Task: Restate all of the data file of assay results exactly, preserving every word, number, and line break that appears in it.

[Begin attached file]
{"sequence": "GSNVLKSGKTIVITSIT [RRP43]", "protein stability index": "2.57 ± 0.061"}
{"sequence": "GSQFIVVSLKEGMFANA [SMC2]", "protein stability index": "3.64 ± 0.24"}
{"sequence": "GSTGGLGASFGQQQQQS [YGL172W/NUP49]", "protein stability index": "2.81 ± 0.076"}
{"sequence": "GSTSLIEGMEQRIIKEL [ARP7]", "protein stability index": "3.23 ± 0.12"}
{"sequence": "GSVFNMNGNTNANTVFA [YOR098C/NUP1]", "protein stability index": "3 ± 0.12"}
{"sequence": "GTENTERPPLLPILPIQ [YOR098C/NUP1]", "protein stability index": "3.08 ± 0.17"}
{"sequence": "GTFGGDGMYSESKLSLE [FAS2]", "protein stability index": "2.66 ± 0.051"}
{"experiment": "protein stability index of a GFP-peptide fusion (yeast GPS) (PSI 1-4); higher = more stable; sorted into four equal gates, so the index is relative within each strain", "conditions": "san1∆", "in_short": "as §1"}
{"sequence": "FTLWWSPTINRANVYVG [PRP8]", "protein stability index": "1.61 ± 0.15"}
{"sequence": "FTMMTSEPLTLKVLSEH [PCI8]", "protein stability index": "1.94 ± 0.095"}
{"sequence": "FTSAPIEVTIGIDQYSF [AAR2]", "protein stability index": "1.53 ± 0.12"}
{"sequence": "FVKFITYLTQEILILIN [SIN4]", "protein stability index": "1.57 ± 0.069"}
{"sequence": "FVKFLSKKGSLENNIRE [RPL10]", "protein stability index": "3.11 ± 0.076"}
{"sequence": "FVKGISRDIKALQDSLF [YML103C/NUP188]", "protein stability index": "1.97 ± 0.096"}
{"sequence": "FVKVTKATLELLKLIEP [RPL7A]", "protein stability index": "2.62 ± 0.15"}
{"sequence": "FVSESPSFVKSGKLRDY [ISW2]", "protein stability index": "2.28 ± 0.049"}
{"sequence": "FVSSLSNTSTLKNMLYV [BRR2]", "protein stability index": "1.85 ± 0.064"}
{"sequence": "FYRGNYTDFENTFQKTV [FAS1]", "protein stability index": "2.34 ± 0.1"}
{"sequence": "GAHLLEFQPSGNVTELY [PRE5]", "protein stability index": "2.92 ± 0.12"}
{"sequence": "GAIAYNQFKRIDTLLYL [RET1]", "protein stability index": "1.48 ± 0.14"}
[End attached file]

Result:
{"sequence": "GSNVLKSGKTIVITSIT [RRP43]", "protein stability index": "2.57 ± 0.061"}
{"sequence": "GSQFIVVSLKEGMFANA [SMC2]", "protein stability index": "3.64 ± 0.24"}
{"sequence": "GSTGGLGASFGQQQQQS [YGL172W/NUP49]", "protein stability index": "2.81 ± 0.076"}
{"sequence": "GSTSLIEGMEQRIIKEL [ARP7]", "protein stability index": "3.23 ± 0.12"}
{"sequence": "GSVFNMNGNTNANTVFA [YOR098C/NUP1]", "protein stability index": "3 ± 0.12"}
{"sequence": "GTENTERPPLLPILPIQ [YOR098C/NUP1]", "protein stability index": "3.08 ± 0.17"}
{"sequence": "GTFGGDGMYSESKLSLE [FAS2]", "protein stability index": "2.66 ± 0.051"}
{"experiment": "protein stability index of a GFP-peptide fusion (yeast GPS) (PSI 1-4); higher = more stable; sorted into four equal gates, so the index is relative within each strain", "conditions": "san1∆", "in_short": "as §1"}
{"sequence": "FTLWWSPTINRANVYVG [PRP8]", "protein stability index": "1.61 ± 0.15"}
{"sequence": "FTMMTSEPLTLKVLSEH [PCI8]", "protein stability index": "1.94 ± 0.095"}
{"sequence": "FTSAPIEVTIGIDQYSF [AAR2]", "protein stability index": "1.53 ± 0.12"}
{"sequence": "FVKFITYLTQEILILIN [SIN4]", "protein stability index": "1.57 ± 0.069"}
{"sequence": "FVKFLSKKGSLENNIRE [RPL10]", "protein stability index": "3.11 ± 0.076"}
{"sequence": "FVKGISRDIKALQDSLF [YML103C/NUP188]", "protein stability index": "1.97 ± 0.096"}
{"sequence": "FVKVTKATLELLKLIEP [RPL7A]", "protein stability index": "2.62 ± 0.15"}
{"sequence": "FVSESPSFVKSGKLRDY [ISW2]", "protein stability index": "2.28 ± 0.049"}
{"sequence": "FVSSLSNTSTLKNMLYV [BRR2]", "protein stability index": "1.85 ± 0.064"}
{"sequence": "FYRGNYTDFENTFQKTV [FAS1]", "protein stability index": "2.34 ± 0.1"}
{"sequence": "GAHLLEFQPSGNVTELY [PRE5]", "protein stability index": "2.92 ± 0.12"}
{"sequence": "GAIAYNQFKRIDTLLYL [RET1]", "protein stability index": "1.48 ± 0.14"}